Although African American educators strive to ameliorate racist and/or sexist barriers to learners’ science engagement in U.S. education, examples of applications of culturally relevant science instruments to measure African American learners’ engagement in science are hard to find in the literature. Inaccurate perceptions [...] Read more.
Although African American educators strive to ameliorate racist and/or sexist barriers to learners’ science engagement in U.S. education, examples of applications of culturally relevant science instruments to measure African American learners’ engagement in science are hard to find in the literature. Inaccurate perceptions about student engagement in science education continue to exist, including assumptions about the prevalence and effects of low socioeconomic status, limited content knowledge, and a lack of interest or motivation of African American learners compared to white learners. Most exemplars of student engagement in science focus on the cognitive, behavioral, and social mores of white, male, cisgender, middle-class learners and their reactions to teacher pedagogy. This article reports on a qualitative study of three African American female and male secondary science educators’ narratives of “engagement” in science amongst systemic inequities in the northeastern and southeastern U.S. regions. To better understand African American learners’ science engagement, I combined socially transformative science curriculum approaches for African American students using five types of mastery with the concepts of culturally relevant science pedagogy as the facilitator of racial equity. A critical-arts-based research methodology was used to craft participants’ autobiographical data and drawings into a literary métissage of the participants’ experiences, memories, and culturally relevant pedagogical strategies. Themes included: (1) teachers’ recognition that their interest and positionality impacted their engagement in science; (2) their understanding of how identifying as scientists informed their career choices and modes of participation; and (3) their observations about how mentoring and vision influenced students’ attitudes about engaging in science. The major finding was that critical incidents that teachers experienced when they were students in K-20 schools influenced how they became engaged in science and constructed their culturally relevant practices as science educators. The implications of this finding for pre-service and teacher leadership development for equitable teaching and learning will be discussed, and recommendations for using culturally relevant science practices and navigating power dynamics will be provided. Full article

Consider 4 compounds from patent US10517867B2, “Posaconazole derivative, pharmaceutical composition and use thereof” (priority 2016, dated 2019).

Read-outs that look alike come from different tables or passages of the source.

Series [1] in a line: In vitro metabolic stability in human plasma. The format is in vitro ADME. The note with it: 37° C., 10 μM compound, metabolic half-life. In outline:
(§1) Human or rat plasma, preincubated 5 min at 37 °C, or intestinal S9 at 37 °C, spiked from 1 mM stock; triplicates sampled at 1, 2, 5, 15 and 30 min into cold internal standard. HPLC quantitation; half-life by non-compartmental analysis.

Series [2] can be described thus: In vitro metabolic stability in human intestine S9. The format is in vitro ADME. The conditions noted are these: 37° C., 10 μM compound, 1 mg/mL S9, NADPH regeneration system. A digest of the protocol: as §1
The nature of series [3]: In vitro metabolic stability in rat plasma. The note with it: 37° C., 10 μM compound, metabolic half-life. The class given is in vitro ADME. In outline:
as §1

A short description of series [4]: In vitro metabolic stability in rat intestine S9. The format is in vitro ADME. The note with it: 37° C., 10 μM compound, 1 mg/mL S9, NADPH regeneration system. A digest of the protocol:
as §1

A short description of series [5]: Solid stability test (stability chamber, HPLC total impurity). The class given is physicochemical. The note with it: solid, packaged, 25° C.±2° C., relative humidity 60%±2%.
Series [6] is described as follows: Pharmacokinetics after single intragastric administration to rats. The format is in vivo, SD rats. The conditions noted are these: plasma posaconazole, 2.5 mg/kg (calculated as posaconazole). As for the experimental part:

(This article belongs to the Special Issue Educational Equity: Cultural and Ethnic Diversity in Schools)
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17 pages, 468 KiB  
Article
“Girls Hold All the Power in the World”: Cultivating Sisterhood and a Counterspace to Support STEM Learning with Black Girls
by Erica B. Edwards and Natalie S. King
Educ. Sci. 2023, 13(7), 698; https://doi.org/10.3390/educsci13070698 - 9 Jul 2023
Cited by 1 | Viewed by 1600
Abstract
For far too long, schools have been violent places where Black girls are often adultified, overdisciplined, and overlooked. In school science and mathematics specifically, Black girls have been isolated, tokenized, and made to feel invisible. This qualitative study leveraged the Multidimensionality of Black [...] Read more.
For far too long, schools have been violent places where Black girls are often adultified, overdisciplined, and overlooked. In school science and mathematics specifically, Black girls have been isolated, tokenized, and made to feel invisible. This qualitative study leveraged the Multidimensionality of Black Girls’ STEM Learning conceptual framework to explore the roles of two Black women middle school science and mathematics teachers on the STEM learning experiences of 12 Black girls who live in the U.S. Midwest and how the girls engage with culturally relevant lessons in an afterschool program—SISTERHOOD I AM STEM. Data sources included a demographic questionnaire, program artifacts, and semi-structured transformative dialogic interviews with student and teacher participants. Findings revealed the significance and benefits of single-gender STEM learning environments for Black girls who struggle to connect with school and the role of Black women teachers in creating safe spaces for STEM engagement. In addition, the afterschool STEM program served as a mechanism to promote self-visualization and confidence for Black girls in science with the HyFlex model fostering a communal experience for the girls and their families. This STEM learning space organized and facilitated by Black women educators resisted Black girls’ pathologization and cultivated their sense of belonging. It holds promise for developing the social bonds that are critically important to their persistence in the field and a new narrative where “Girls hold all the power in the world”. Full article
(This article belongs to the Special Issue Educational Equity: Cultural and Ethnic Diversity in Schools)
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21 pages, 317 KiB  
Article
When School Wasn’t “School”: Developing Culturally Responsive Practice during the COVID-19 Lockdowns
by Jonathan Baize
Educ. Sci. 2023, 13(7), 684; https://doi.org/10.3390/educsci13070684 - 4 Jul 2023
Viewed by 1013
Abstract
This article emerged from my study of three alternative-certification teachers, or teacher learners as they tried to enact culturally responsive practices while navigating their first year of teaching and taking graduate courses for initial certification. These teacher learners worked to develop their understanding [...] Read more.